The actual issue with chronic tinnitus is not just that you have a ringing in your ears. It’s the constant non-stop ringing, that’s the real problem.

At first, this might be a moderate noise that’s not much more than a bit annoying. But after a day or a week or a month, that buzzing or ringing can become aggravating, frustrating, even incapacitating.

That’s why it’s essential that if you are living with tinnitus you follow some tips to make life easier. It can make a big difference if you have a plan when you’re lying in bed struggling to fall asleep because of the ringing or buzzing in your ear.

Your Tinnitus Can be Exacerbated

Chronic tinnitus, in fact, is frequently not a static condition. There are spikes and valleys in the presentation of symptoms. There are times when your tinnitus is minimal and practically lost in the background. At other times the sounds will be screaming in your ears so loudly it’s impossible to disregard.

This can be a very uncertain and scary situation. Maybe you even experience panic attacks while driving to work because you’re concerned about your tinnitus flaring up during a meeting. That panic attack, in and of itself, can lead to the very episode you’re worried about.

Tips For Coping With Tinnitus

The more you know about tinnitus, the better you can plan for and manage the effects. And management is the key since tinnitus doesn’t have a known cure. With the appropriate treatment, there’s no reason that chronic tinnitus has to negatively impact your quality of life.

Tinnitus Retraining Therapy is One Option

Many treatment options for tinnitus include some kind of tinnitus retraining therapy (or TRT). The sound of rain on a roof is a common analogy: very noticeable at the beginning of a storm, but you stop focusing on it after a while and that rain-on-rooftops sound fades into the background. TRT uses the same concept to train your brain to move the tinnitus symptoms into the background of your thoughts so you will have an easier time ignoring them.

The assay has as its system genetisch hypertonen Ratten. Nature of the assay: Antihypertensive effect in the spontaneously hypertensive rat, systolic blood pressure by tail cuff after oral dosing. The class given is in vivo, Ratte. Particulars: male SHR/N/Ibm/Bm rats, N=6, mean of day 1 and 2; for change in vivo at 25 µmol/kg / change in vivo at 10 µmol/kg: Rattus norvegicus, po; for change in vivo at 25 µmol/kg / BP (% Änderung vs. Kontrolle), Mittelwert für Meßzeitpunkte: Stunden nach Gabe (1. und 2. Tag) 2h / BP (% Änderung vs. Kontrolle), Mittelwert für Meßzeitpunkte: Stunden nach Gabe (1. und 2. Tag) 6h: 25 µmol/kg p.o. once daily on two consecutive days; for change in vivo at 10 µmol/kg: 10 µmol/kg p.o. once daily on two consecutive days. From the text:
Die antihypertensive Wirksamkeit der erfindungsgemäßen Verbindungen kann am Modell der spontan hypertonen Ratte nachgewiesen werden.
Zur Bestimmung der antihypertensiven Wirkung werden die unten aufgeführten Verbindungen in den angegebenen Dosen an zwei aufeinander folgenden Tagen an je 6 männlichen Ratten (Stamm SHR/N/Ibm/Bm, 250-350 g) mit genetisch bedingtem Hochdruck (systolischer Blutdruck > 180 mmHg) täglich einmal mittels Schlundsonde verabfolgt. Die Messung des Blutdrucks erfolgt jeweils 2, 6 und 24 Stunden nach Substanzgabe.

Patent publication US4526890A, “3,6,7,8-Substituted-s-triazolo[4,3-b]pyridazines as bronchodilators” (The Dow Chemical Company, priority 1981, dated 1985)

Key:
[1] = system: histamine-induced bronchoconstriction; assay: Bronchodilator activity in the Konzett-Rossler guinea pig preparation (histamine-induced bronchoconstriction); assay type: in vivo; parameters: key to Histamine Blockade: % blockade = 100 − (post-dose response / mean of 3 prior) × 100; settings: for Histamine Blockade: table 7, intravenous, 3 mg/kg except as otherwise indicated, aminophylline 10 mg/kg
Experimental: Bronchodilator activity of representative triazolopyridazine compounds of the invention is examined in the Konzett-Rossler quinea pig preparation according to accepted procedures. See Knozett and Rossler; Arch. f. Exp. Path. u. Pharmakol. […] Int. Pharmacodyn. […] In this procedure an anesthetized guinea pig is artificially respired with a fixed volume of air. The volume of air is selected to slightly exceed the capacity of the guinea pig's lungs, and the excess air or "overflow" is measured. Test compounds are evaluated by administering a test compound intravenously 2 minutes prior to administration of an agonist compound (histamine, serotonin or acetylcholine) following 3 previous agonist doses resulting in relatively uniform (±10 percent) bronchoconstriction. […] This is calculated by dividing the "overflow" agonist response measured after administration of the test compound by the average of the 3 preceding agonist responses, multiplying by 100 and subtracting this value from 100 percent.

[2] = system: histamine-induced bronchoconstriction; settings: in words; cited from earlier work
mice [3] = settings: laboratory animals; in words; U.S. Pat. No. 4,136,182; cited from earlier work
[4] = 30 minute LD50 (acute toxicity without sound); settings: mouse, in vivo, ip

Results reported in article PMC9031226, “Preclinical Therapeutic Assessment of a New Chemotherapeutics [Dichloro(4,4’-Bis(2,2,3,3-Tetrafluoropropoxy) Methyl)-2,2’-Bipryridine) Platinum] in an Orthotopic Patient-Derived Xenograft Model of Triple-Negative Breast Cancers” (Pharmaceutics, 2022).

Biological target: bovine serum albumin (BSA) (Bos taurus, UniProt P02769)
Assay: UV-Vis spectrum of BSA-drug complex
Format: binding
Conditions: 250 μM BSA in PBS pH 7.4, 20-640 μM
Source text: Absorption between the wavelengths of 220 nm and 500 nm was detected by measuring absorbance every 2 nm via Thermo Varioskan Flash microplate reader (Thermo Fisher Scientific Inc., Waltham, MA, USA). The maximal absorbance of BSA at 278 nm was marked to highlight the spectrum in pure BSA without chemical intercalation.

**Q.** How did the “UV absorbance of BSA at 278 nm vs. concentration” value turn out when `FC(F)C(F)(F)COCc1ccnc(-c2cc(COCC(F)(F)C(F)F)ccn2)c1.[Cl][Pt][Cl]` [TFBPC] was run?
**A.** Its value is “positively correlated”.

Perfecting this method can take some practice.

Distract Your Brain

One reason tinnitus can be so frustrating is because your brain is continuously looking for the source of that noise, trying to signal you to its presence. So giving your brain more (and varied) stimuli to concentrate on can help. You could:

  • Enjoy some time outside listening to the sounds of nature.
  • Have music playing while you paint a picture.
  • Enjoy a book while taking a bubble bath.

You get the point: Your tinnitus may be able to be reduced by engaging your brain.

Alternately, many people have discovered that meditation helps because it concentrates your attention on something else, your breath, a mantra, and so on. Another advantage of meditation, at least for some, is that it can decrease blood pressure which is a common cause of tinnitus symptoms.

Think about a Hearing Aid For Tinnitus Management

Hearing aids that help reduce tinnitus symptoms are already being manufactured by a number of hearing aid companies. This solution is really convenient because they are small and out of your way compared to other approaches. You can relax and let a discreet hearing aid deal with the ringing for you.

Make a Plan (And Follow-Through)

The effect of some tinnitus episodes can be decreased, and your stress response can be managed if you have a good plan for any surges in your symptoms. Think about having a “go bag” containing things you might need. Anything that can help you be ready for a tinnitus surge, even generating a list of helpful exercises will be good because it will keep you from having a panic attack!

Management is Key

There is no cure for tinnitus which is often chronic. But that doesn’t mean that individuals can’t regulate and treat their tinnitus. Make sure you are managing your tinnitus not suffering from it by utilizing these tips and any others that you find helpful.

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The site information is for educational and informational purposes only and does not constitute medical advice. To receive personalized advice or treatment, schedule an appointment.

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